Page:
(1/103) Aspartate kinase-independent lysine synthesis in an extremely thermophilic bacterium, Thermus thermophilus: lysine is synthesized via alpha-aminoadipic acid not via diaminopimelic acid.
An aspartate kinase-deficient mutant of Thermus thermophilus, AK001, was constructed. The mutant strain did not grow in a minimal medium, suggesting that T. thermophilus contains a single aspartate kinase. Growth of the mutant strain was restored by addition of both threonine and methionine, while addition of lysine had no detectable effect on growth. To further elucidate the lysine biosynthetic pathway in T. thermophilus, lysine auxotrophic mutants of T. thermophilus were obtained by chemical mutagenesis. For all lysine auxotrophic mutants, growth in a minimal medium was not restored by addition of diaminopimelic acid, whereas growth of two mutants was restored by addition of alpha-aminoadipic acid, a precursor of lysine in biosynthetic pathways of yeast and fungi. A BamHI fragment of 4.34 kb which complemented the lysine auxotrophy of a mutant was cloned. Determination of the nucleotide sequence suggested the presence of homoaconitate hydratase genes, termed hacA and hacB, which could encode large and small subunits of homoaconitate hydratase, in the cloned fragment. Disruption of the chromosomal copy of hacA yielded mutants showing lysine auxotrophy which was restored by addition of alpha-aminoadipic acid or alpha-ketoadipic acid. All of these results indicated that in T. thermophilus, lysine was not synthesized via the diaminopimelic acid pathway, believed to be common to all bacteria, but via a pathway using alpha-aminoadipic acid as a biosynthetic intermediate. (+info)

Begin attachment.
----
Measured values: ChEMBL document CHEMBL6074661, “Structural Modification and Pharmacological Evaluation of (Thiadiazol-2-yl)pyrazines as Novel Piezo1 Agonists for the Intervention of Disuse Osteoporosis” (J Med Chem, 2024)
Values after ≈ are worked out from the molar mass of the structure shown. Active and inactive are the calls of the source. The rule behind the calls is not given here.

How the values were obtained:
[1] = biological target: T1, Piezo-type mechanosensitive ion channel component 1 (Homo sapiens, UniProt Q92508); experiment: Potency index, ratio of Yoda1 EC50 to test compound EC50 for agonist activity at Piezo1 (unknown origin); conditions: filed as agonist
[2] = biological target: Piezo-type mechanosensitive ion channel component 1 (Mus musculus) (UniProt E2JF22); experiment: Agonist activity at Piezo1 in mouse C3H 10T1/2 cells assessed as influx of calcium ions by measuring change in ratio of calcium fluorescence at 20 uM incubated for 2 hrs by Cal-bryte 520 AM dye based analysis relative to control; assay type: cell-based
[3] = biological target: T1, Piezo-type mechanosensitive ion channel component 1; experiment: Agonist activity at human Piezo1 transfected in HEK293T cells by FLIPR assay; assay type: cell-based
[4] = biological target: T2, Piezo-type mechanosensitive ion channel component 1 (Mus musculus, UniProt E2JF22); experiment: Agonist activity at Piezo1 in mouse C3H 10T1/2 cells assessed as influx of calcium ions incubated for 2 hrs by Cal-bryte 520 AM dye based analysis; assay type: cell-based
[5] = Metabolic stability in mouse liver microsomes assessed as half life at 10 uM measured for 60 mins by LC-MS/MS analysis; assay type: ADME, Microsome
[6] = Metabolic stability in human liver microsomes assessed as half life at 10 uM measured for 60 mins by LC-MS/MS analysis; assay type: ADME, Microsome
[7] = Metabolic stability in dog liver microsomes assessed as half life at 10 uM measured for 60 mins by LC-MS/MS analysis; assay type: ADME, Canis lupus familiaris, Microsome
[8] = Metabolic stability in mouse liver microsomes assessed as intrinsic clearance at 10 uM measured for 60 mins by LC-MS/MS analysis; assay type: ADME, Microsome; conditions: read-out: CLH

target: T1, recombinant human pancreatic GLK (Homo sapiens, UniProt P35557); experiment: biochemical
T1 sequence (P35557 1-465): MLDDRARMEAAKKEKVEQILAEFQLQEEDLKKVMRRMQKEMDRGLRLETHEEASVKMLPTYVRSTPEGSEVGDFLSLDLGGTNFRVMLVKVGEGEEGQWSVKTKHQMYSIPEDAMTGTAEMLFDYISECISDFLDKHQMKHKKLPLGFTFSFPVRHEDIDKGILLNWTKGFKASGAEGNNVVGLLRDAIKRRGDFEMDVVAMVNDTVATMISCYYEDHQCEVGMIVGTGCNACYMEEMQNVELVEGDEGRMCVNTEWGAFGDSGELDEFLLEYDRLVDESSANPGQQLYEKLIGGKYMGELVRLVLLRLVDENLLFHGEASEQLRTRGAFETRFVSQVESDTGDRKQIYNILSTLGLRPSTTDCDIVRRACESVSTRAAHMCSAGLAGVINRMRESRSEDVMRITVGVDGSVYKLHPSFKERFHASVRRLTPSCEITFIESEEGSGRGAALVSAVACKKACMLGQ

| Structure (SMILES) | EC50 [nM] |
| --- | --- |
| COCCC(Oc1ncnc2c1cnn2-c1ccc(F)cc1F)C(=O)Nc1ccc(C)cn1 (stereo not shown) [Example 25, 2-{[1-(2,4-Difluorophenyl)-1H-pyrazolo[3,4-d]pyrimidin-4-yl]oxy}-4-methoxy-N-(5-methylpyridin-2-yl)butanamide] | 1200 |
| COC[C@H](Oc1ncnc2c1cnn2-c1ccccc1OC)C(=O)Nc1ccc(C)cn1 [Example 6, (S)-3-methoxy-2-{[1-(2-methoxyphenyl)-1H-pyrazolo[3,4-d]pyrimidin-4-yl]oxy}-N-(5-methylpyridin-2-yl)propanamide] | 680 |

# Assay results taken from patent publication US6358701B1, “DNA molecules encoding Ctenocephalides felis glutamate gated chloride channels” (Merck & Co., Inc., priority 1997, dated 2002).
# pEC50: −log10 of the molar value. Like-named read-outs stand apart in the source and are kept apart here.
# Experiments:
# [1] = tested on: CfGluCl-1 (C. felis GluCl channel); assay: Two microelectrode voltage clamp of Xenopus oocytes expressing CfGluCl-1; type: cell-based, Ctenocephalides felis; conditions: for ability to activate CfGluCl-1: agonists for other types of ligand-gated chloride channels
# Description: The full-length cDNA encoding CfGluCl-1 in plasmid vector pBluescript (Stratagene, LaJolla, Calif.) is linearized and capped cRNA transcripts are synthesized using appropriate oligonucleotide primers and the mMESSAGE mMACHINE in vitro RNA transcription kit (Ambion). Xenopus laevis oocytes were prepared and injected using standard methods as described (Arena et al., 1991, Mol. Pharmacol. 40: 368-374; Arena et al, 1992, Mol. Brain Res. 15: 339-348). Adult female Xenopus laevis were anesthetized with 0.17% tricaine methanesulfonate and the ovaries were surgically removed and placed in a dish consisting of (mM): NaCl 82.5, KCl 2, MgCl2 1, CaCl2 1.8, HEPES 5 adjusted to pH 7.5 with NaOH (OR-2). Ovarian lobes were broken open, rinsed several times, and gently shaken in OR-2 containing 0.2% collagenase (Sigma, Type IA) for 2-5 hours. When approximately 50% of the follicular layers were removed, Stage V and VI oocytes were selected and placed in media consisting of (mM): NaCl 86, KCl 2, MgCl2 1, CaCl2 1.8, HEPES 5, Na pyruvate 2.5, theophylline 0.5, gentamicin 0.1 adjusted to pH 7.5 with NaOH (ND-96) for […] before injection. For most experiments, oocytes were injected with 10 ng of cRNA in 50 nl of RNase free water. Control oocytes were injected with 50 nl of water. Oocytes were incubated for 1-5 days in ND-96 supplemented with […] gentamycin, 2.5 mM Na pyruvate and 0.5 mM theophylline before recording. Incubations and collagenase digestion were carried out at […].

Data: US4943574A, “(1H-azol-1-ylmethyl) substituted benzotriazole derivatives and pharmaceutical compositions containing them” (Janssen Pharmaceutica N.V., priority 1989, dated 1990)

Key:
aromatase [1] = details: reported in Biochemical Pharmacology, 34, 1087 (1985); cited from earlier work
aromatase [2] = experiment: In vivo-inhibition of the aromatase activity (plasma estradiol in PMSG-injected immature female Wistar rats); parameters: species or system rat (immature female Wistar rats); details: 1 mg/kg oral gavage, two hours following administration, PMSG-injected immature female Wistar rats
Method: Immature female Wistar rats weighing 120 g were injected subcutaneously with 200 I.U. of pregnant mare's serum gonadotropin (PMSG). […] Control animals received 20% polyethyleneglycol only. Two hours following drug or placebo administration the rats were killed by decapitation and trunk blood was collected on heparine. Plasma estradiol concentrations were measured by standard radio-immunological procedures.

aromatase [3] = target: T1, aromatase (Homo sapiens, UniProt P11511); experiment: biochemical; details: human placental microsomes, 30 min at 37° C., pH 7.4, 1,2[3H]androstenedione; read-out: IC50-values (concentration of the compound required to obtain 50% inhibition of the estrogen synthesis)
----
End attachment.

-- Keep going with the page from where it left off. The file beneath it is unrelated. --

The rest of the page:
(2/103) The site-specific integration of genetic elements may modulate thermostable protease production, a virulence factor in Dichelobacter nodosus, the causative agent of ovine footrot.